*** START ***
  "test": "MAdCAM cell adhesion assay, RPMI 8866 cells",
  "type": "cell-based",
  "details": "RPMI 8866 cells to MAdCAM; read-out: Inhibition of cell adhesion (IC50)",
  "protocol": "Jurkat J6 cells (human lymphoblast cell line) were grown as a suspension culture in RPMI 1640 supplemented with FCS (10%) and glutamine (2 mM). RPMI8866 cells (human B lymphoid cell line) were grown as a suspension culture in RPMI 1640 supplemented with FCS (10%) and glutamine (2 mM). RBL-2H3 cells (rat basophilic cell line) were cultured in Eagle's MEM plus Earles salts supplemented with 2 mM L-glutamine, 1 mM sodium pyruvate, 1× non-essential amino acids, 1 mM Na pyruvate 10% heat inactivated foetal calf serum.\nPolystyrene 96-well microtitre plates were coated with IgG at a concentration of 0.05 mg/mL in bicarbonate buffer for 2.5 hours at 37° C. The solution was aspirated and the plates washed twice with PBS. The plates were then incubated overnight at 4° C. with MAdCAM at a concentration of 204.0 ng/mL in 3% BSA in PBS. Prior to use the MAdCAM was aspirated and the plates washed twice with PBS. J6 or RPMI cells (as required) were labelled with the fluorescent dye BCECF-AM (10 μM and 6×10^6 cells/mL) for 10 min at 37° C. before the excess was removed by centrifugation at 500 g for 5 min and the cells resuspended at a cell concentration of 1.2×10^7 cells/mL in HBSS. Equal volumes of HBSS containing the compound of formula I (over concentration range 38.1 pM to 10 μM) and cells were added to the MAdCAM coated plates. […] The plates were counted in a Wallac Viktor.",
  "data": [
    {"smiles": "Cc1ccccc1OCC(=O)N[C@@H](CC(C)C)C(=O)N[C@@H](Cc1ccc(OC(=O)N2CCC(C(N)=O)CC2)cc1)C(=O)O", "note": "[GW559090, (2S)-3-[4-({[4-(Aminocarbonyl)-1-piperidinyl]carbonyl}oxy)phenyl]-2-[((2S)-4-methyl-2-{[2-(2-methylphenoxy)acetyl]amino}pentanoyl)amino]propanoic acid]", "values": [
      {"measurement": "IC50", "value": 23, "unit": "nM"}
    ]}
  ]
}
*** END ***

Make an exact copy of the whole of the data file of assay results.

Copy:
  "test": "MAdCAM cell adhesion assay, RPMI 8866 cells",
  "type": "cell-based",
  "details": "RPMI 8866 cells to MAdCAM; read-out: Inhibition of cell adhesion (IC50)",
  "protocol": "Jurkat J6 cells (human lymphoblast cell line) were grown as a suspension culture in RPMI 1640 supplemented with FCS (10%) and glutamine (2 mM). RPMI8866 cells (human B lymphoid cell line) were grown as a suspension culture in RPMI 1640 supplemented with FCS (10%) and glutamine (2 mM). RBL-2H3 cells (rat basophilic cell line) were cultured in Eagle's MEM plus Earles salts supplemented with 2 mM L-glutamine, 1 mM sodium pyruvate, 1× non-essential amino acids, 1 mM Na pyruvate 10% heat inactivated foetal calf serum.\nPolystyrene 96-well microtitre plates were coated with IgG at a concentration of 0.05 mg/mL in bicarbonate buffer for 2.5 hours at 37° C. The solution was aspirated and the plates washed twice with PBS. The plates were then incubated overnight at 4° C. with MAdCAM at a concentration of 204.0 ng/mL in 3% BSA in PBS. Prior to use the MAdCAM was aspirated and the plates washed twice with PBS. J6 or RPMI cells (as required) were labelled with the fluorescent dye BCECF-AM (10 μM and 6×10^6 cells/mL) for 10 min at 37° C. before the excess was removed by centrifugation at 500 g for 5 min and the cells resuspended at a cell concentration of 1.2×10^7 cells/mL in HBSS. Equal volumes of HBSS containing the compound of formula I (over concentration range 38.1 pM to 10 μM) and cells were added to the MAdCAM coated plates. […] The plates were counted in a Wallac Viktor.",
  "data": [
    {"smiles": "Cc1ccccc1OCC(=O)N[C@@H](CC(C)C)C(=O)N[C@@H](Cc1ccc(OC(=O)N2CCC(C(N)=O)CC2)cc1)C(=O)O", "note": "[GW559090, (2S)-3-[4-({[4-(Aminocarbonyl)-1-piperidinyl]carbonyl}oxy)phenyl]-2-[((2S)-4-methyl-2-{[2-(2-methylphenoxy)acetyl]amino}pentanoyl)amino]propanoic acid]", "values": [
      {"measurement": "IC50", "value": 23, "unit": "nM"}
    ]}
  ]
}